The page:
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What Does Playing House Mean?
Playing house means pretending to take on the daily chores and organisation involved in running a household. Young children learn through curiosity, imagination and action. Pretend play, such as playing house, will help develop a child’s social and emotional skills, improve language, and build other skills essential to development. Start by helping children set up their ‘home’. This can be a corner of your sitting-room or nursery, or even in the garden. In this type of pretend play all toys can get involved. Dolls can become adults and children, stuffed animals can become pets, and you can even provide old clothes for dressing up. All of the above will help provide an environment where children can use their imagination to solve problems and act out feelings they may not yet know how to express in words. This is important pretend play for both boys and girls.
What are the Best Pretend Play House Toys?
There are many different pretend toys for playing house. Let’s start with the basics. Pots, pans and cooking utensils are a great play-house choice. Choose something that doesn’t break and will stand the test of time. You can also encourage play-house role-play with our Grooming Set or Vanity Case. Kids just love to copy mum and dad and these gorgeous wooden sets will allow them to do just that. Why not introduce a Doctors Play Set, which will allow children to pretend to take care of each other in their play house. All of the above are a great starting point for the perfect play house for your kids.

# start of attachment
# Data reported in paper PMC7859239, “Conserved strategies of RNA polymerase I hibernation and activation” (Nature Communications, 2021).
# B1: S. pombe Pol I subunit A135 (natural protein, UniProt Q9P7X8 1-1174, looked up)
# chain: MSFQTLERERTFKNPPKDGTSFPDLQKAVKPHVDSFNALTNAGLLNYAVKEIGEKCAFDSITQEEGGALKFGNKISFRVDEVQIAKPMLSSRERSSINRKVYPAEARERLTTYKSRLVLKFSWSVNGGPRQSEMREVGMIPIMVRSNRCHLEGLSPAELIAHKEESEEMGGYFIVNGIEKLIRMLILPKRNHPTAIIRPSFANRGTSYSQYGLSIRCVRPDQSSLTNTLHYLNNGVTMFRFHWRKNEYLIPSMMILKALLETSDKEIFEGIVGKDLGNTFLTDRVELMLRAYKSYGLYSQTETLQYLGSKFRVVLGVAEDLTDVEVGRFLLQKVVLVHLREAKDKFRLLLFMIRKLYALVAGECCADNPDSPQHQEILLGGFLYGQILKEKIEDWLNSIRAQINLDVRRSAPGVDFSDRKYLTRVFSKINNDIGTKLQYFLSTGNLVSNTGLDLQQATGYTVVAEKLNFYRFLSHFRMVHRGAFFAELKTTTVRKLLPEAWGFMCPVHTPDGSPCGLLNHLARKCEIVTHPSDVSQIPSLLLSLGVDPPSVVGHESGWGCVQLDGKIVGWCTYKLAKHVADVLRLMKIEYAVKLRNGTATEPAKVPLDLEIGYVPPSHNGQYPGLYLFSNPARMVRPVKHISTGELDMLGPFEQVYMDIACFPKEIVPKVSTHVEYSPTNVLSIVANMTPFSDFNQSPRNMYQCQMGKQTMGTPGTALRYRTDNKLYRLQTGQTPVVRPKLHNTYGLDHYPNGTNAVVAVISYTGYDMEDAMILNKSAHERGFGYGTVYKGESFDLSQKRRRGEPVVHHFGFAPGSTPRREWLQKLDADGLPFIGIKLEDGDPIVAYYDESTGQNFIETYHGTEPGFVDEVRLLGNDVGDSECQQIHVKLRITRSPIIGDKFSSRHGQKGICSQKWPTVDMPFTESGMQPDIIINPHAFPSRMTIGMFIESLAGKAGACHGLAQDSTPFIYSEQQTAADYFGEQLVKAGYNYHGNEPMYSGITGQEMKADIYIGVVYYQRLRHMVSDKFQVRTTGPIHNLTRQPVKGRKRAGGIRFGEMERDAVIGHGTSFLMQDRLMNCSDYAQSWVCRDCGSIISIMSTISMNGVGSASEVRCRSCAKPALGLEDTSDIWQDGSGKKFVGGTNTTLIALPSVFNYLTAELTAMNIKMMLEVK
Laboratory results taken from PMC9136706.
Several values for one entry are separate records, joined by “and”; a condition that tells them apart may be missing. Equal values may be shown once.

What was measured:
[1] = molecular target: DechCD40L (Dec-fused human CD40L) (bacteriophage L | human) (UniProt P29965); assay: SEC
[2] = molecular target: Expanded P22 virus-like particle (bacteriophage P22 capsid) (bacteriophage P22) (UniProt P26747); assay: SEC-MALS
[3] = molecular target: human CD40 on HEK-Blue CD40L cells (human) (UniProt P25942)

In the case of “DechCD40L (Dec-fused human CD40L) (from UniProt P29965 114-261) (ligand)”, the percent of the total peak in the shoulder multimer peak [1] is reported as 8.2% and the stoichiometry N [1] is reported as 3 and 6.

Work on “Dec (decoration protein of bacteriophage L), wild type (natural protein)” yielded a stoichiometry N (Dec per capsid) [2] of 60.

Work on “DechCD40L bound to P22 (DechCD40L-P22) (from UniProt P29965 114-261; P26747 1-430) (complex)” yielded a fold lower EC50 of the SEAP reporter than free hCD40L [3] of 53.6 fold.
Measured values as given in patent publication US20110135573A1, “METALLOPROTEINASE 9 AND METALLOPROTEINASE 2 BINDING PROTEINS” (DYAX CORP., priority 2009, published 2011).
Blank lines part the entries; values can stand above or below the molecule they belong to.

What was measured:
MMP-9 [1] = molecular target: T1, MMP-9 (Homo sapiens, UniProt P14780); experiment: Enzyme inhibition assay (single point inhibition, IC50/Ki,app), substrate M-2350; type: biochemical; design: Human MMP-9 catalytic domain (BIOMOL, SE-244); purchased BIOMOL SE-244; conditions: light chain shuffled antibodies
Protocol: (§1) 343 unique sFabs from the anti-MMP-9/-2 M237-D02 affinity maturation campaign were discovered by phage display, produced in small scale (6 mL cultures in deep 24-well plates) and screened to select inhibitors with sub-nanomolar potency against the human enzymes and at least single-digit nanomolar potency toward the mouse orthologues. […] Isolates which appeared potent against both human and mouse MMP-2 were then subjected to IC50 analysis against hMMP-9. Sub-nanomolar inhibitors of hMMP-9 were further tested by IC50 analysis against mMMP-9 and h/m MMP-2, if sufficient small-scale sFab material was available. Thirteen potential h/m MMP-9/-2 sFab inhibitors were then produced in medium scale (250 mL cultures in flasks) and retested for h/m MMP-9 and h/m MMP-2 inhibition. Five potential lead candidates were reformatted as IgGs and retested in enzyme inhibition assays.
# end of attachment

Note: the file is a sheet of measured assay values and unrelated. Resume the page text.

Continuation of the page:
Why is Playing House Good for Children?
Playing house is good for children because it teaches them basic life skills through the fun of pretend play. Children playing house are solving problems, creating, experimenting, thinking and learning all the time. Playing house is equally important for both boys and girls as it teaches them to build relationships and learn to compromise. It helps them value the opinions of others and understand how working as a team is beneficial. Pretend play scenarios, such as playing house, help prepare children for school and working alongside new classmates.